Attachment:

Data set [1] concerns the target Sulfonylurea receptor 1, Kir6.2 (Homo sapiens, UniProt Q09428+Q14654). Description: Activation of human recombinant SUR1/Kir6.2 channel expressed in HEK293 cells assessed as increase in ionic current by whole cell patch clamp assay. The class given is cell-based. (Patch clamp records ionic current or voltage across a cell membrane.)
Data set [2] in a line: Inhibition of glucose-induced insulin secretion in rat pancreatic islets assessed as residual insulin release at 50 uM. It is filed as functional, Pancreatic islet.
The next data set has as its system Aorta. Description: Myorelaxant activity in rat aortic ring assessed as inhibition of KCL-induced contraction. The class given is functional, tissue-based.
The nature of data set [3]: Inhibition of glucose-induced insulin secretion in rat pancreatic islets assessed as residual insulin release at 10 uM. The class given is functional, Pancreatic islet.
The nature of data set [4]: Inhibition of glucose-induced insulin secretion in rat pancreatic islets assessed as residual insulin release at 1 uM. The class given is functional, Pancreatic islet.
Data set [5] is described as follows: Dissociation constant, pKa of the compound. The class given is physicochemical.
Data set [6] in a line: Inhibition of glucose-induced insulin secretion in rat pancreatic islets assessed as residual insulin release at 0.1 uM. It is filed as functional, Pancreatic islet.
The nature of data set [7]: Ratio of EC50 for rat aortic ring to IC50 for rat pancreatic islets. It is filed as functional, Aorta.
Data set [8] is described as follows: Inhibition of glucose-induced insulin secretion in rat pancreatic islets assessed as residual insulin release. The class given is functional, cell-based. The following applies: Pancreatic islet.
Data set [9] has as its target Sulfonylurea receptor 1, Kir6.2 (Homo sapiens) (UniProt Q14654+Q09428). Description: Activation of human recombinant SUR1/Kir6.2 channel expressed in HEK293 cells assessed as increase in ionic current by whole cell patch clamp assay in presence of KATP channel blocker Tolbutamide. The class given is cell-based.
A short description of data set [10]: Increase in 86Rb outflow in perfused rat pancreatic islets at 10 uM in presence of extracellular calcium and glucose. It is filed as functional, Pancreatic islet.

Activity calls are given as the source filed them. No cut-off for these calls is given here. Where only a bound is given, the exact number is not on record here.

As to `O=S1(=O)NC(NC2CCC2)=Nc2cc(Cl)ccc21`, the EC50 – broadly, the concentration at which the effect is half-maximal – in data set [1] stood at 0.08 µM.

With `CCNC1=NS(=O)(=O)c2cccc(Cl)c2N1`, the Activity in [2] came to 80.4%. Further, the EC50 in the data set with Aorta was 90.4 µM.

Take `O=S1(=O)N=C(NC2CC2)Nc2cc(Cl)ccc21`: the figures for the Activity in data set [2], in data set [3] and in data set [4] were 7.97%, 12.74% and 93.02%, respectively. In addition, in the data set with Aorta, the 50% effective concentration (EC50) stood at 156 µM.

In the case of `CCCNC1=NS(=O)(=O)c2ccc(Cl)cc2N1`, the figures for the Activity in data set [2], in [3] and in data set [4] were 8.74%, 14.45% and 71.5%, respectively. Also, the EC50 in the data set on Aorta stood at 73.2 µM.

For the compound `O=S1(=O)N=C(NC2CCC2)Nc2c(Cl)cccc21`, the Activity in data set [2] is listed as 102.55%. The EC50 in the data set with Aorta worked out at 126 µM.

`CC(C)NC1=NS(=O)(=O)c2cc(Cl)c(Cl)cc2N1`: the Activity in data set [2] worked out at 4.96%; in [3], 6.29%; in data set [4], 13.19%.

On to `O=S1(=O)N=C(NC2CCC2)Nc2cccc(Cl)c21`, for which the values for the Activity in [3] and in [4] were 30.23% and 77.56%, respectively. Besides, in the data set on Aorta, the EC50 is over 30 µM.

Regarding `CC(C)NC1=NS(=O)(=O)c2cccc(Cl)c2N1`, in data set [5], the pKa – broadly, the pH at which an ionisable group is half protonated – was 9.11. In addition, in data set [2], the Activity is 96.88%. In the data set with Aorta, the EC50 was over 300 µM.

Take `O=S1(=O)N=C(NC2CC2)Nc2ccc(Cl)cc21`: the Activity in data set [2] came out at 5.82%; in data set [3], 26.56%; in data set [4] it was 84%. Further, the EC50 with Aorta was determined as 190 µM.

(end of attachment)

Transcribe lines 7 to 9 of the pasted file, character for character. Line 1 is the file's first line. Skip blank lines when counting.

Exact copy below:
Data set [6] in a line: Inhibition of glucose-induced insulin secretion in rat pancreatic islets assessed as residual insulin release at 0.1 uM. It is filed as functional, Pancreatic islet.
The nature of data set [7]: Ratio of EC50 for rat aortic ring to IC50 for rat pancreatic islets. It is filed as functional, Aorta.
Data set [8] is described as follows: Inhibition of glucose-induced insulin secretion in rat pancreatic islets assessed as residual insulin release. The class given is functional, cell-based. The following applies: Pancreatic islet.